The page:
Shoemakers and Cobblers

In 1841 there were two shoemakers in Brook, James and Robert Raynor, and a shoe binder called Elizabeth Collyer (the shoe binder added the upper to the sole). From then until the 1880s there was always at least one shoemaker in the village.

It was in the 1930s that Mr Leal, or Alf, as he was better known, came to live in Brook. Short in stature with little round glasses, a peak cap and brown apron, Alf was a baker who had retired through ill health and was affectionately known as the ‘bunman’.

He and his wife, Louisa, raised their three children, Ellen, Ida and Leonard at Compton Grange, Brook. They later moved to No 1 Coastguard Station when Alf became a coastguard. Alf bought a plot of land half way up Coastguard Lane and built a wooden workshop which he covered in black tar and which became the village cobbler’s shop.

Alf could be seen standing in his ‘shop window’ looking down to the sea and taking in the air. A notice hung outside saying: ‘Shoes soled free to any person over 80 bringing their mother and father with them.’ The workshop has been described as ‘organised chaos,’ but Alf knew just where everything was.

The tools of his trade hung on the wall and there was a sewing machine on the work bench. Alf charged tuppence for every job that was done. He played a game with the village kids dodging them to try to stop them coming into the shed, but the youngsters would dart in through his legs. It is said that he didn’t like children much! We hear that the ladies too, were apprehensive of him and would throw their shoes in the door for repair, for fear of having their legs tickled!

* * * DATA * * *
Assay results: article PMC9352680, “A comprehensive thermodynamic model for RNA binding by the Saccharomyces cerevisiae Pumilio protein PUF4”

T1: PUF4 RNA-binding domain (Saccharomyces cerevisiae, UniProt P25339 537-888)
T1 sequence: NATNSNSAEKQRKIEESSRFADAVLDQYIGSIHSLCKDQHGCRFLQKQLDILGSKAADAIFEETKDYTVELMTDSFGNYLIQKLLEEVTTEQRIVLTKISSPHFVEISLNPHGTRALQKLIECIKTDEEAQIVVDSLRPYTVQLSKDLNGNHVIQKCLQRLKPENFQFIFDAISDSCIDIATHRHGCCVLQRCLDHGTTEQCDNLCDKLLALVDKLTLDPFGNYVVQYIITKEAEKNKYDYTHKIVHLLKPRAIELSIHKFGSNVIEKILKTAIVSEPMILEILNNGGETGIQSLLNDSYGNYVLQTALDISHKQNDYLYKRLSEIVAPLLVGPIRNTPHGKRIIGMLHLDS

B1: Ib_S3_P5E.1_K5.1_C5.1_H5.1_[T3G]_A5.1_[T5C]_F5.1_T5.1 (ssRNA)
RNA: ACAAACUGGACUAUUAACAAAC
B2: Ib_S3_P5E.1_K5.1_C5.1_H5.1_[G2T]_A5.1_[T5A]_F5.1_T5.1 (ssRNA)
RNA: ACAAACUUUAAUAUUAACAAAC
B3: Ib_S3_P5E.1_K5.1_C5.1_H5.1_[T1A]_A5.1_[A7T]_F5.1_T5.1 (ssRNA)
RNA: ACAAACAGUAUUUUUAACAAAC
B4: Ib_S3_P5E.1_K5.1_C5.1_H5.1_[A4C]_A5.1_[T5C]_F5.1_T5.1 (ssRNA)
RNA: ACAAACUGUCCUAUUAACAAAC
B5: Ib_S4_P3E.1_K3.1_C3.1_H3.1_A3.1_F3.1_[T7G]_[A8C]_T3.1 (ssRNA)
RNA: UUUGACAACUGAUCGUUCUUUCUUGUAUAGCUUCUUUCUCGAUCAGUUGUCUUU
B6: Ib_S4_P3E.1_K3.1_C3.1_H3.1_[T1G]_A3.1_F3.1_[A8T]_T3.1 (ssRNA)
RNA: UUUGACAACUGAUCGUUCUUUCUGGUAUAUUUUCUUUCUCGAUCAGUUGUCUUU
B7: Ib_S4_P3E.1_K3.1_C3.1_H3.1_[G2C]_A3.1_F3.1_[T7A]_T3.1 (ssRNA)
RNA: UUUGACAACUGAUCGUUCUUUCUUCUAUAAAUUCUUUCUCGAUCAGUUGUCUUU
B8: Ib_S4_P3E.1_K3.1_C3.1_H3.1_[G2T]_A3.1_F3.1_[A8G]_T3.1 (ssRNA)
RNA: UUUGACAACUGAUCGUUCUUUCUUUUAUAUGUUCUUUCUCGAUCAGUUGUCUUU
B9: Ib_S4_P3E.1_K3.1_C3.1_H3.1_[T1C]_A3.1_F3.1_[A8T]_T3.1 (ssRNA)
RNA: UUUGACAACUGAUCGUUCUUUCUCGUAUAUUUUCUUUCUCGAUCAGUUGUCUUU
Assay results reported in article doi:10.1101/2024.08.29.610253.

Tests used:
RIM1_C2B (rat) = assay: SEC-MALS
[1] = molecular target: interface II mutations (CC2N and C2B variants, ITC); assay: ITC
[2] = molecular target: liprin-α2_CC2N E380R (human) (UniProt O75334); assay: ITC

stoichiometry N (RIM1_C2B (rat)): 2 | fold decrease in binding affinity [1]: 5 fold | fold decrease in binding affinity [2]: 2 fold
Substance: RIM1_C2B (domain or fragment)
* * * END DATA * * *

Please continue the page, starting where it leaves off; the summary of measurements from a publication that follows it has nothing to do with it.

Alf was also very clever at watch and clock repairs and very good at playing the hand bells. ‘Skinny Leal’ was apparently his nickname when on the carrier’s van.

Stories told about Alf Leal include: One night they were all up the Sun Inn and someone said, ‘Who drew up the plans for your shed then Bunman?’ ‘Plans, I never had no plans. I made it all out of my own head,’ ‘Yes,’ said someone, ‘and had enough wood left over to make a fowl house as well.‘ Bill Humber took his father’s shoes to be mended and Alf started to complain about the workmanship of the previous repair: Rough job this, who did them last time? and I said, ‘You did, Mr Leal.